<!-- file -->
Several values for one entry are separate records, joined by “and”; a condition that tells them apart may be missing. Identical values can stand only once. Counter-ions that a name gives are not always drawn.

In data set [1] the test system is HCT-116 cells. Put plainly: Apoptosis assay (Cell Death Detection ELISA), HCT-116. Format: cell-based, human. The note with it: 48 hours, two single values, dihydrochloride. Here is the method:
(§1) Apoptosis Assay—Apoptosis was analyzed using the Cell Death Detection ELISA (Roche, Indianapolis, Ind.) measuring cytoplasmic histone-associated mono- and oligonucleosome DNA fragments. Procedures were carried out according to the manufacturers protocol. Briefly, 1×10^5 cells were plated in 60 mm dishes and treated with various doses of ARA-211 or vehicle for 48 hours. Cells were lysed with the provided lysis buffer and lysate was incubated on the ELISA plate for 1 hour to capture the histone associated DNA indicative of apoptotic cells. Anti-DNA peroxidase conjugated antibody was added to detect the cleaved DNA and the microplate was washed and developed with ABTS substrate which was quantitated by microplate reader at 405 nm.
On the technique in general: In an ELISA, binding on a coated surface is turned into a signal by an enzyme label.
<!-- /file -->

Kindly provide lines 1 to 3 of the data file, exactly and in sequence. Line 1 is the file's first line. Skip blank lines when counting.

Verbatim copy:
Several values for one entry are separate records, joined by “and”; a condition that tells them apart may be missing. Identical values can stand only once. Counter-ions that a name gives are not always drawn.

In data set [1] the test system is HCT-116 cells. Put plainly: Apoptosis assay (Cell Death Detection ELISA), HCT-116. Format: cell-based, human. The note with it: 48 hours, two single values, dihydrochloride. Here is the method:
(§1) Apoptosis Assay—Apoptosis was analyzed using the Cell Death Detection ELISA (Roche, Indianapolis, Ind.) measuring cytoplasmic histone-associated mono- and oligonucleosome DNA fragments. Procedures were carried out according to the manufacturers protocol. Briefly, 1×10^5 cells were plated in 60 mm dishes and treated with various doses of ARA-211 or vehicle for 48 hours. Cells were lysed with the provided lysis buffer and lysate was incubated on the ELISA plate for 1 hour to capture the histone associated DNA indicative of apoptotic cells. Anti-DNA peroxidase conjugated antibody was added to detect the cleaved DNA and the microplate was washed and developed with ABTS substrate which was quantitated by microplate reader at 405 nm.